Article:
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This is really strange

Discussion in 'Pickups & Electronics [BG]' started by Yorkiebassist, Jan 14, 2006.


  1. Yorkiebassist

    Yorkiebassist

    Dec 20, 2005
    OK, I have a Spector Euro LX 5 string, fitted with EMGs and the Tonepump pre amp. I know this is an extremely powerful pre, so I run the pickups halfway with usually no bass or treble boost. However, the bass distorts into ALL effects. I tried it into my Sansamp BDDI, and I got disotrtion, not overdrive. I also tried it into a compressor, and the same happened when the compressor was on, but not when it was off. I recently changed the battery, and I've also backed the pickups off. Any ideas? :crying:
     
  2. Yorkiebassist

    Yorkiebassist

    Dec 20, 2005
    Any ideas at all?
     
  3. the bass distorts at all levels, too?

    ok...new battery...that one is eliminated...

    if you back off your bass, it still distorts into your effects? you've tried your effects one at a time? and you've tried your bass without effects, too? what happens when you do this?

    you may need to "pad" or attenuate your signal...but certainly ONE of your effects has an attenuation build into its input circuit???

    what effects are you using?
     
  4. Munjibunga

    Munjibunga Total Hyper-Elite Member Gold Supporting Member

    May 6, 2000
    San Diego (when not at Groom Lake)
    Independent Contractor to Bass San Diego
    My Lakland is a little too hot for my BDDI. There's a very simple solution. Turn down the volume pot on your bass. Make up for it by turning up the gain on the BDDI.
     
  5. Yorkiebassist

    Yorkiebassist

    Dec 20, 2005
    I have tried turning it right down, but even with the pickups on about 1/8th it still distorts....I'm not sure ifthis is how the spector's sound reacts to the sansamp? Maybe it just doesn't suit it?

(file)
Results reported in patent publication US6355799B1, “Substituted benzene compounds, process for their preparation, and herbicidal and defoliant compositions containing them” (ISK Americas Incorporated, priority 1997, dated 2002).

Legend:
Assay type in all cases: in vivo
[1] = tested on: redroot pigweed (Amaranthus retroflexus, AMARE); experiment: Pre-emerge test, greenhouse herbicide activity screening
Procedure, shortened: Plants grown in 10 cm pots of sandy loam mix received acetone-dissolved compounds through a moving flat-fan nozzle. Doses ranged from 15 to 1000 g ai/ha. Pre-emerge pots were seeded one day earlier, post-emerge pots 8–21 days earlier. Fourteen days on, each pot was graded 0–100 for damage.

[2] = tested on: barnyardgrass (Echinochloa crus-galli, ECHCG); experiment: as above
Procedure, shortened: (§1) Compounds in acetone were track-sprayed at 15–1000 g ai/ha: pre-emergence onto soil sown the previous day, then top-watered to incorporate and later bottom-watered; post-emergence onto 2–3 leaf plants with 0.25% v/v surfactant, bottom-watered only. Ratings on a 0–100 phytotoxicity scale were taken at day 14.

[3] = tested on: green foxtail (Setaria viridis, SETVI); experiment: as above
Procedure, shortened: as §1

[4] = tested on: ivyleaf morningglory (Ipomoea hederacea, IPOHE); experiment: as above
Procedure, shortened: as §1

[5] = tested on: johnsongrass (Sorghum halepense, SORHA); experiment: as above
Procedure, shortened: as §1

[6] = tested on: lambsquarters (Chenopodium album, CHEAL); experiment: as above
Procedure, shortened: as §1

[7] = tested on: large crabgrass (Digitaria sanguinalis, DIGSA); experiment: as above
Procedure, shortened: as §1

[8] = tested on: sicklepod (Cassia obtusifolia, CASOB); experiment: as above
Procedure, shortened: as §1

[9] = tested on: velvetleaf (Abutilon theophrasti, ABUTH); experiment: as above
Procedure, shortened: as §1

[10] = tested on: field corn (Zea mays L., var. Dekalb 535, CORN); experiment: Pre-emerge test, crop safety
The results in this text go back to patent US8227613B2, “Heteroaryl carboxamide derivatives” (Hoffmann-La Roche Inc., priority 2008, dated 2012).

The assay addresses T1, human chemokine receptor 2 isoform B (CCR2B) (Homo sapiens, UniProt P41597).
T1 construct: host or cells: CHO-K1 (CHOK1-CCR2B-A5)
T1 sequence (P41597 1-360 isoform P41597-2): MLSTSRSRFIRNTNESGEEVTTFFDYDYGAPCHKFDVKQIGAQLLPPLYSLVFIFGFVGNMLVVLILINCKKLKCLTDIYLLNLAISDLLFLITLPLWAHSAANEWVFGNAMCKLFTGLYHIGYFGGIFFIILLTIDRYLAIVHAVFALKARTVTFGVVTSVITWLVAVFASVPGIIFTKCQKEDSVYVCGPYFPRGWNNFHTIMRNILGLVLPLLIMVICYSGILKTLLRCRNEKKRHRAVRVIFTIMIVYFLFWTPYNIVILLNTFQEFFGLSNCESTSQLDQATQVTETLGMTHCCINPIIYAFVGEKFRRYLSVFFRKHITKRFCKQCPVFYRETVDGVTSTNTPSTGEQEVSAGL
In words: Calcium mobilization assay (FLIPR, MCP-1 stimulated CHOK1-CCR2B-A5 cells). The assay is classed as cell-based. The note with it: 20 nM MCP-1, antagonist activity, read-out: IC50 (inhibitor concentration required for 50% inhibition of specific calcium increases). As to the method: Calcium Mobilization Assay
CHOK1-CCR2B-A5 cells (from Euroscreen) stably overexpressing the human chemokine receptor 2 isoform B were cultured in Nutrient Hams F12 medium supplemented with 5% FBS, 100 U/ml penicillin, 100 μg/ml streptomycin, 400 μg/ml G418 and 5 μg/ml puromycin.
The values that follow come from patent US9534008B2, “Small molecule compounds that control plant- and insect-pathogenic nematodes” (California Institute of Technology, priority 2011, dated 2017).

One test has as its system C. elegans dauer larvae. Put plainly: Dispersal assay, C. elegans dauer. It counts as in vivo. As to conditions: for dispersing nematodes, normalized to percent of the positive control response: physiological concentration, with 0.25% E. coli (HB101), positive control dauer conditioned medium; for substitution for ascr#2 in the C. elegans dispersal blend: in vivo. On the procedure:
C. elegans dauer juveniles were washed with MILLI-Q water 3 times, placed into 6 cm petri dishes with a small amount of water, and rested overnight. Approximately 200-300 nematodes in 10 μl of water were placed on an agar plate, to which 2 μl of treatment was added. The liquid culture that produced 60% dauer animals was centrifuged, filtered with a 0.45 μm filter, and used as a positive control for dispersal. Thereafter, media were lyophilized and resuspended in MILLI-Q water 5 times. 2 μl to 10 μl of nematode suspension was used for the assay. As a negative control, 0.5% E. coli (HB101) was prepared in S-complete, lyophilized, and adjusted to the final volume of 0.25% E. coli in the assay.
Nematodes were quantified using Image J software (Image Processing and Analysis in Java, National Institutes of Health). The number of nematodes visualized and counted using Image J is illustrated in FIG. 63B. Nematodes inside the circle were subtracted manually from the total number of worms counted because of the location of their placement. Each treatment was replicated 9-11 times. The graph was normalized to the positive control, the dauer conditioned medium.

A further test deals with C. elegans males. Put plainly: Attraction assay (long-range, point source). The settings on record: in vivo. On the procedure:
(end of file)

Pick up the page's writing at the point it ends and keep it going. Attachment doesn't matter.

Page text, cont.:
6. Yorkiebassist

    Yorkiebassist

    Dec 20, 2005
    Hmm, weird. It seems a combintaion of backing the pickups off, turning them down to 1/8th full volume, and carful use of the blend and level knobs on the sansamp has yielded a pretty nice result. Thanks for the help guys! :-D OOO, one last thing, it seems turning the bass and treble up on the spector has no effect on the sansamp, the distortion seemed to be coming from the pickups. is this a regular occurance wth high powered pres, or is it usually only the bass/treble that effect pedals?
     
  7. I've also got a Euro 5 and the TonePump, to paraphrase Hank Hill, "just ain't right." EVERY single time I've picked up my Spector, it's been a frustrating battle to tame that god damn pre-amp -- a battle I've consistently lost. It has this pathological need to overdrive EVERYTHING -- even if I crank down the pup volumes and increase the gain on my pre. Even without the clip light toggling, I still get distortion. It's near impossible to get a clean, crisp tone with the stock electronics. The TonePump is an evil little beast and it renders the Euro series almost unusable, IMHO.

    On the advice of Firkinahsoul, I'm gutting my Euro for an EMG pre-amp (which is less hot) and swapping out the 40DC at the bridge for a 40CS to kill some of that ear-piercing, obnoxious peakiness. Hopefully this will turn my Spector into tone machine it was meant to be. I'll let you know how it goes.

    But you should really consider giving the TonePump the ToneDump and putting a more usable circuit in there.
     
  8. if you like how the tonepump sounds (minus the level issues, of course), you can always considering putting an L-pad (essentially two resistors, one in series, on in shunt) between the BDDI and the bass.
     
  9. Yorkiebassist

    Yorkiebassist

    Dec 20, 2005
    That is pretty much the problem I had, but I seem to have corrected it now, but I'd still like to get some new electronics in there, mainly so I had more versatility on stage(if I'm going into a DI i like to have some say over what my tone is like, rather than the sound guy mixing me as a deep rumble).
     
  10. Tim__x

    Tim__x

    Aug 13, 2002
    Alberta, Canada
    I don't mean to be annoying, but I feel I must correct this statement.

    An L-Pad is a special form of attenuater made with a log pot ganged to a linear pot, it presents a constant impedance to the previous circuit regardless of setting. What you describe is just a potential divider.
     
  11. hello mr. pedantic, how are you?

    an L-pad is indeed exactly what you described...however, when fixed in position (not varied) it is exactly what I described.

    I was suggesting to the poster to install an L-pad...and then quickly went on to describe (in 10 words or less) what the L-pad does.

    but thank you for clearer explanation.
     
  12. Any chance there's a trim pot on the preamp you could turn down? Many pre's have em'.